Author: James W. Menzies
Publisher: The Lutterworth Press
Release Date: 2015-02-26
Genre: Social Science
True Myth examines the meaning and significance of myth as understood by C.S. Lewis and Joseph Campbell and its place in the Christian faith in a technological society. C.S. Lewis defined Christianity, and being truly human, as a relationship between the personal Creator and his creation mediated through faith in his son, Jesus. The influential writer and mythologist Joseph Campbell had a different perspective, understanding Christianity as composed of mythical themes similar to those in other religious and secular myths. While accepting certain portions of the biblical record as historical, Campbell taught the theological and miraculous aspects as symbolic Ð as stories in which the reader discovers what it means to be human today. In contrast, Lewis presented the theological and the miraculous in a literal way. Although Lewis understood how one could see symbolism and lessons for life in miraculous events, he believed they were more than symbolic and indeed took place in human history. In True Myth, James W. Menzies skilfully balances the two writersÕ differing approaches to guide the reader through a complex interaction of myth with philosophy, media, ethics, history, literature, art, music and religion in a contemporary world.
Author: Mary Aswell Doll
Publisher: Springer Science & Business Media
Release Date: 2011-11-19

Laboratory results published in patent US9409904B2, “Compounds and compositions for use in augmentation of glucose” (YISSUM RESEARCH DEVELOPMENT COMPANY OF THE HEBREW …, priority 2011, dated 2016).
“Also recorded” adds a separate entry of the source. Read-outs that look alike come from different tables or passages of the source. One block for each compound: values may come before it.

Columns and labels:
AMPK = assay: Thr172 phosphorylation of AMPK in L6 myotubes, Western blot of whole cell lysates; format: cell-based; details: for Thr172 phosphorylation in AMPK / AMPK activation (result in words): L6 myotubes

This book uses a nine-year experience of teaching world mythology to art students in order to discuss why and how such ancient stories provide significance today. Myth’s weird images and metaphors recall Wyrd (Word), the goddess of the cauldron. Students can be guided into the cauldron of mythic language to feel the stirring of new awareness of what it really means to be human. Psychologically, myth offers insights into family relations, memory, imagination, and otherness. Ecological insights from myth teach the connection among human-animal-plant relations and the organicism of all life forms. Cosmological insights from myth surprisingly echo findings in new science, with its emphasis on quantum mechanics, force fields, black holes, subatomic particles, chaos, and the possibilities of time travel. Two areas often considered completely opposite -- myth and science—actually reflect one another, since both propose theories, albeit in different ways. Myth cannot be laughed away as “mere” fabula, since, like science and psychology, it has long explored adventures into unseen, unknown worlds that yield necessary knowledge about the place of humans in the scheme of things big and small. The “more” of myth will be of interest to teachers and students of curriculum studies, to those seeking to go beyond Oedipus and Gutenberg, and to readers who know that all forms of life (including fingernails and rocks) are wondrous, diverse, alive, capable, purposive, and necessary.